Absolute Beginner's Guide to Digital Photography

As a new photographer, these are some of the ideas that will help get you going. Keep your camera with you all the time.


10. Don’t go crazy buying the most expensive equipment

It’s possible to get very nice photos with an inexpensive point and shoot. The more photos you take, the more you’ll know about what kind of camera to get when it’s time to upgrade.


9. Consider a tripod

On the other hand, an inexpensive tripod is worth getting, especially if you have shaky hands.digital photographers could improve the results that they get out of their cameras simply by attaching it to a tripod.. For even more stability, use your camera’s timer function with a tripod.


8. Use flash outdoors

Bright sun can create unattractive deep facial shadows. Eliminate the shadows by using your flash to lighten the face. When taking people pictures on sunny days, turn your flash on. You may have a choice of fill-flash mode or full-flash mode. If the person is within five feet, use the fill-flash mode; beyond five feet, the full-power mode may be required. With a digital camera, use the picture display panel to review the results.


7. Experiment with your camera’s settings

Many people who buy a DSLR (digital single lens reflex) camera is going to think they’re a ‘photographer’. Which, hey, that’s fine. Everyone needs a hobby. But, if you own a DSLR camera, then take the time to learn how to take your camera off of the “auto” setting and do a little bit more. Understanding your camera settings will make you a better photographer.

All of these: aperture, shutter speed, ISO speed, etc. are things to pay close attention to when you are out shooting.


6. Move it from the middle

Center-stage is a great place for a performer to be. However, the middle of your picture is not the best place for your subject. Bring your picture to life by simply moving your subject away from the middle of your picture. Start by playing tick-tack-toe with subject position. Imagine a tick-tack-toe grid in your viewfinder.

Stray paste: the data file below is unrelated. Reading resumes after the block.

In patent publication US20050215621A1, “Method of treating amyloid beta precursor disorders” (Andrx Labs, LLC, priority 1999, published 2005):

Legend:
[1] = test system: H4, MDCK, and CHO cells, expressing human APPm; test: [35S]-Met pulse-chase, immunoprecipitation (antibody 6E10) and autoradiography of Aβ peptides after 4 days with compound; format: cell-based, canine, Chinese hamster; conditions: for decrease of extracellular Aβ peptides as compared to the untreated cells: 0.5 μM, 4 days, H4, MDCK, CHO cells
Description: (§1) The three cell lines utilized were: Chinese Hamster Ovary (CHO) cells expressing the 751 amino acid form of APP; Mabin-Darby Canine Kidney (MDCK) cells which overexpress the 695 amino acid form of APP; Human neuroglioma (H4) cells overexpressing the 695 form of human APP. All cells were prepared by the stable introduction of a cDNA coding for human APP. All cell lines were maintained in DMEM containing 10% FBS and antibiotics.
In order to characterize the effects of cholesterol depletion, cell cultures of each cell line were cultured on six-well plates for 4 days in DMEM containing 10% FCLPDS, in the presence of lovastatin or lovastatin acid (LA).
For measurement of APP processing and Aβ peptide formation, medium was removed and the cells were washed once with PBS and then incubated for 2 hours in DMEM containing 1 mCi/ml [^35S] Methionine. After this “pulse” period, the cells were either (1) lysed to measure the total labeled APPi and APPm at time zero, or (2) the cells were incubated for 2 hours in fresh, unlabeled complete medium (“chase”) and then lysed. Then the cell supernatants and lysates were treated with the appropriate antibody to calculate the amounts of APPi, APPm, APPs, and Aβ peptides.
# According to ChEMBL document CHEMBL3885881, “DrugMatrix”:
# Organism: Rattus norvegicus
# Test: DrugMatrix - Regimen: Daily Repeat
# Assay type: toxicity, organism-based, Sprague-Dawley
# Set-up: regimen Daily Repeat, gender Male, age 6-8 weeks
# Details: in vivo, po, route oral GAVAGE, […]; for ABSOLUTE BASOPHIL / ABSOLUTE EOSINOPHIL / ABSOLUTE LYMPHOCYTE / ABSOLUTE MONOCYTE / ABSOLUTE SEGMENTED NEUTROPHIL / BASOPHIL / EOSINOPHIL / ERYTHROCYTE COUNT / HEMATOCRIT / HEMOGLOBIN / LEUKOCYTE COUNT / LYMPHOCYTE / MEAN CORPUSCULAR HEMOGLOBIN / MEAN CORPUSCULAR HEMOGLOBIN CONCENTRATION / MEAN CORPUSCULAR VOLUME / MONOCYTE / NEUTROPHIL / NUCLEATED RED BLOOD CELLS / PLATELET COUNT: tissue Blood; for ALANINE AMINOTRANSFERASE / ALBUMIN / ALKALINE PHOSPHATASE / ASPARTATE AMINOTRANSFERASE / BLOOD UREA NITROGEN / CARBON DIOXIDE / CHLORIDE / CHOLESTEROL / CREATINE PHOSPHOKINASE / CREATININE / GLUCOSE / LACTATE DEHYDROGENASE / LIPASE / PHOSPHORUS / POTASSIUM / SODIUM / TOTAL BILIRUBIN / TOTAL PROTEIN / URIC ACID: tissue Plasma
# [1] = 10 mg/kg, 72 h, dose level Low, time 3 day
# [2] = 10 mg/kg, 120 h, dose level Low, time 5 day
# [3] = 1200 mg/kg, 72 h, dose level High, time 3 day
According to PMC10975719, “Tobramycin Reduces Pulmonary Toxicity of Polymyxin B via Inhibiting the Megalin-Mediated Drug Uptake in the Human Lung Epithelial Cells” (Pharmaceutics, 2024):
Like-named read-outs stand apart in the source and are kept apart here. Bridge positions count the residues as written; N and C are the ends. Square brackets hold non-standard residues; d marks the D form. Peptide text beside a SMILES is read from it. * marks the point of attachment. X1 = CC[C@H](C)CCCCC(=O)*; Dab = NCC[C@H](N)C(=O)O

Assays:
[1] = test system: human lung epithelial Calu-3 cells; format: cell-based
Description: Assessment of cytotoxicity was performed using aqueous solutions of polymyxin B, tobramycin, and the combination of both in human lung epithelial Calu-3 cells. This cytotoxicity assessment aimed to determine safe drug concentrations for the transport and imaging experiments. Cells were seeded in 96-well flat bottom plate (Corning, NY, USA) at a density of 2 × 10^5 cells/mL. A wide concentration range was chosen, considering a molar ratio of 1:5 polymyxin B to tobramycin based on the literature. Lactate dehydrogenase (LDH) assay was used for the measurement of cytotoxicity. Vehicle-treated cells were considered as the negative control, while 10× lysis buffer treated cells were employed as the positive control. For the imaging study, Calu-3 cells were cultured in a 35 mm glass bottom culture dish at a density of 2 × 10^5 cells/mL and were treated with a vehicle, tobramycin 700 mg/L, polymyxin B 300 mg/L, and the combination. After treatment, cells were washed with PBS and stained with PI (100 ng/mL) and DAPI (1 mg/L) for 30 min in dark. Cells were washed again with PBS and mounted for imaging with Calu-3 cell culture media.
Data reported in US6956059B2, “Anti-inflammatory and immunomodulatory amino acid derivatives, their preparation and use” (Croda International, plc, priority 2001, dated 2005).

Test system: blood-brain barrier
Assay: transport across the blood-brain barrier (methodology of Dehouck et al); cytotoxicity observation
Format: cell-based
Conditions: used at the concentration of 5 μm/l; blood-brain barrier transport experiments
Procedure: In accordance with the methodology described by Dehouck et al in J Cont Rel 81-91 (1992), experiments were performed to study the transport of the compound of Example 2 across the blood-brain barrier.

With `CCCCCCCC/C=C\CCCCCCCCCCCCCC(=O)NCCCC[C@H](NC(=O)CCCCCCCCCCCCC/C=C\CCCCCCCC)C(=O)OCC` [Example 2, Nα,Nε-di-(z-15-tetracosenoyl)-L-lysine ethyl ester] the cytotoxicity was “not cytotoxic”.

Now place your important subject at one of the intersections of lines. You'll need to lock the focus if you have an auto-focus camera because most of them focus on whatever is in the center of the viewfinder.

5. Be a picture director

Take control of your picture-taking and watch your pictures dramatically improve. Become a picture director, not just a passive picture-taker.

  • A picture director picks the location
  • A picture director adds props
  • A picture director arranges people

4. Focus on Your Subject

Practice shooting with different apertures and monitor the results afterwards to learn how depth-of-field affects your photo.This will help make those landscapes fascinating and lovely.

  • Aim so the object you want in sharp focus is in the center of the viewfinder.
  • Press the shutter button down half-way and hold it.
  • Move your camera until you have the composition you like best.
  • Press the button down the rest of the way to take the picture.

3. Experiment with Shutter Speed

One of the most basic, overlooked, and fun aspects of photography is that you have the power to slow time down or catch a split second.

One image happens so slowly that we could never see it and the other happens so quickly in real time that we would never notice it. Play with shutter speed!

Use a slow shutter speed and a tripod to make a pretty picture of any creek or stream. On the other hand, you can use a fast shutter speed (1/500 and up) to capture an object in motion.


2. Keep Your Camera Settings Simple

you will probably get the best results if you do not try to use settings all the time and instead learn a simple set up that works best for you in most situations.

Instead of relying on a fully automatic program, pick a simple, semi-automatic program such as aperture-priority and master shooting in that mode. Then, you'll be able to control certain basics without letting the other basics control you, and thus keep that 150 page manual where it belongs - in your camera bag.


1. Be Bold

Don't allow yourself to be paralyzed by fears of using the wrong settings, or an non-politically-correct social policy.

If you are afraid of upsetting someone by taking their picture, just go up and ask if it's okay. Ask them to sign a release and offer a print in return.

With wildlife, adopt a low-impact method when you go places where few photographers have gone before.

Be wise... but be bold.

 

There you have it - basic but helpful, I hope. Now go out there, make some great shots, learn from the failures, and have fun.

 

 

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